Learning Analytics

The New Media Consortium (NMC) defines learning analytics as a “field associated with analysing patterns and trends from big data”. Its primary goal is to help educators develop educational programs to address a student’s needs. Tailor-fit lessons make it easier for teachers to teach effectively and students can now cope with their lessons.
The University of New England developed the Automated Wellness Engine or AWE. It was designed to identify students who were experiencing difficulty with their study programs. This enables the faculty to intervene and read more . . . . . . . 

Trends for 2014: Five Factors Facing Private Higher Education

Trends for 2014: Five Factors Facing Private Higher Education

The Lawlor Group conducts extensive quantitative and qualitative research 
for independent college and university clients throughout the United States. Based on our recent findings, along with other primary and secondary research available to the general public, we’ve identified five trends in the higher education marketplace that we predict will have a significant impact on student recruitment and enrollment efforts during the coming year. We’ve also included several questions that college enrollment and marketing administrators should be asking about their institutions to test how well they are responding to these market trends.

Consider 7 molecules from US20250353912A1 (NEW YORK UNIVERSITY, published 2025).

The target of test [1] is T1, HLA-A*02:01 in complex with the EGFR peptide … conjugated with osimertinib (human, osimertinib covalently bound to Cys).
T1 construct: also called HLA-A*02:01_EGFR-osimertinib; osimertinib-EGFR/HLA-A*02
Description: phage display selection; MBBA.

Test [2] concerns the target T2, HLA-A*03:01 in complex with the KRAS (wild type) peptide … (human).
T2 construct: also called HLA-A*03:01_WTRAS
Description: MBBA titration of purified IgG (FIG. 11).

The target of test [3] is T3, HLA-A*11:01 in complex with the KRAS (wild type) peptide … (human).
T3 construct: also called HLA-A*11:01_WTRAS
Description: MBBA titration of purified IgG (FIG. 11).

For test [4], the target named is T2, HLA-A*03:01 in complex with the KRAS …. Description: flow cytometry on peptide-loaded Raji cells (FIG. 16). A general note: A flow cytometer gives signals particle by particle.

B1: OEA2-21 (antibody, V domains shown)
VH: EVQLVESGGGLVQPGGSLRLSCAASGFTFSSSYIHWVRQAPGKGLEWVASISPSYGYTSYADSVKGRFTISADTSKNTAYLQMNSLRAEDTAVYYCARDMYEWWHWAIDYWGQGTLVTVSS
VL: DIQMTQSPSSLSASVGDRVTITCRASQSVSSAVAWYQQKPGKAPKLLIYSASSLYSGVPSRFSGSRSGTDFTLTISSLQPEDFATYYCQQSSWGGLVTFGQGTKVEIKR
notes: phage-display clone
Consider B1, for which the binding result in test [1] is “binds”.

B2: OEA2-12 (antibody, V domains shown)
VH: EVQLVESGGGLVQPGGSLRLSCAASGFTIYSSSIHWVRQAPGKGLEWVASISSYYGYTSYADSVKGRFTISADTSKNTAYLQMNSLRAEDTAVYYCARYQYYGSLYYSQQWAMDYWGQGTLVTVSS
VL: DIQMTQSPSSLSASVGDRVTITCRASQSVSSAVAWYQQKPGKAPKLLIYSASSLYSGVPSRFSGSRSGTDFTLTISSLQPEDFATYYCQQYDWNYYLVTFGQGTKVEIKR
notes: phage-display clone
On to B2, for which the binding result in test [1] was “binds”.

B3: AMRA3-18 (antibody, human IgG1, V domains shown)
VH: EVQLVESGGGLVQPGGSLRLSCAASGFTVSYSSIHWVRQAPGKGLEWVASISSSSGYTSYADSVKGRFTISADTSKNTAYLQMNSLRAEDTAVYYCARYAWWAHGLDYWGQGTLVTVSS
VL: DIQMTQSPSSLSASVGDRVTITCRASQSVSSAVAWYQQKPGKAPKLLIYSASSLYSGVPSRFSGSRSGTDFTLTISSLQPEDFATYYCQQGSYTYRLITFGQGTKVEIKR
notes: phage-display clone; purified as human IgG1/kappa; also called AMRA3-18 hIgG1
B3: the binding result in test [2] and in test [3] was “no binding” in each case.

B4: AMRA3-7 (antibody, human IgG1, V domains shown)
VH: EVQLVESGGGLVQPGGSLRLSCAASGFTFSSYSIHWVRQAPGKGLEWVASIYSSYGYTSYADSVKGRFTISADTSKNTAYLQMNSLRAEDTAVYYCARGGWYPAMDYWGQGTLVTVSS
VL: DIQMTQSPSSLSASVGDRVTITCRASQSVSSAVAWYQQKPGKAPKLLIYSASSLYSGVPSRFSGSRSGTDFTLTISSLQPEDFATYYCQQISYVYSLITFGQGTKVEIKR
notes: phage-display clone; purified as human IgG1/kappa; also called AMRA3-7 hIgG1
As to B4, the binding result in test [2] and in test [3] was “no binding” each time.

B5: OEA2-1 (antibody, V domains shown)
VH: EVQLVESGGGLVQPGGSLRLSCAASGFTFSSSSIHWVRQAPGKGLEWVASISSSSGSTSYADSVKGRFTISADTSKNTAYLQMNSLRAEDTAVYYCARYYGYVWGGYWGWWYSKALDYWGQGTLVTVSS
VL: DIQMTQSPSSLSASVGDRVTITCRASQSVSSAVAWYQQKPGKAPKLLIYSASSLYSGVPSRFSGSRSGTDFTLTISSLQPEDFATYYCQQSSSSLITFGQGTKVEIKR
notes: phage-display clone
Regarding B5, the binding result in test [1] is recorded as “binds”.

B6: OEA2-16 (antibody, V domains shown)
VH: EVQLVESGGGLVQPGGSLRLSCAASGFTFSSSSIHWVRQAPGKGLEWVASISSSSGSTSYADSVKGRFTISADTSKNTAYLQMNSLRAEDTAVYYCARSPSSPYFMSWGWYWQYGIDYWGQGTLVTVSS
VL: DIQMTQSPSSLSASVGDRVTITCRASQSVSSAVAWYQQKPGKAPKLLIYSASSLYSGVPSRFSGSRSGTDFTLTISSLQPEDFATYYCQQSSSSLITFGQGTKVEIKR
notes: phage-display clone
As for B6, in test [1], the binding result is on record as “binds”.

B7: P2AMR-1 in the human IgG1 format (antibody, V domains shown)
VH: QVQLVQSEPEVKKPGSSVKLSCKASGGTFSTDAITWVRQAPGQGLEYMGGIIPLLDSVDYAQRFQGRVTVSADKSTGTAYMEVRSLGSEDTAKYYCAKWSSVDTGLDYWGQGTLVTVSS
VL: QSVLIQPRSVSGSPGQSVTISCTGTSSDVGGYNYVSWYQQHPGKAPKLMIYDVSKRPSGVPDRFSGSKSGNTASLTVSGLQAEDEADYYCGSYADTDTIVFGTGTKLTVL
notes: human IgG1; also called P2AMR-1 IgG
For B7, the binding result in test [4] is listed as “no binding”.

Because of some key demographic projections, the recruitment of traditional-age college students will not get easier anytime soon.
  • College enrollments will grow more slowly. At private institutions, while undergraduate enrollment increased 38% over the past eight years, over the next eight years it will increase only 10% (NCES). [The black line shows average growth in the following chart.]      Read More . . . . . . . . . 

2014 DOE Higher Education Accreditation Processes and Policies

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   Accreditation in the United States 

The goal of accreditation is to ensure that education provided by institutions of higher education meets acceptable levels of quality. Here you will find lists of regional and national accrediting agencies recognized by the U.S. Secretary of Education as reliable authorities concerning the quality of education or training offered by the institutions of higher education or higher education programs they accredit.  Read More . . . . . . . . 

What is accreditation? 
Accreditation is the recognition that an institution maintains standards requisite for its graduates to 
gain admission to other reputable institutions of higher learning or to achieve credentials for
 professional practice. The goal of accreditation is to ensure that education provided by institutions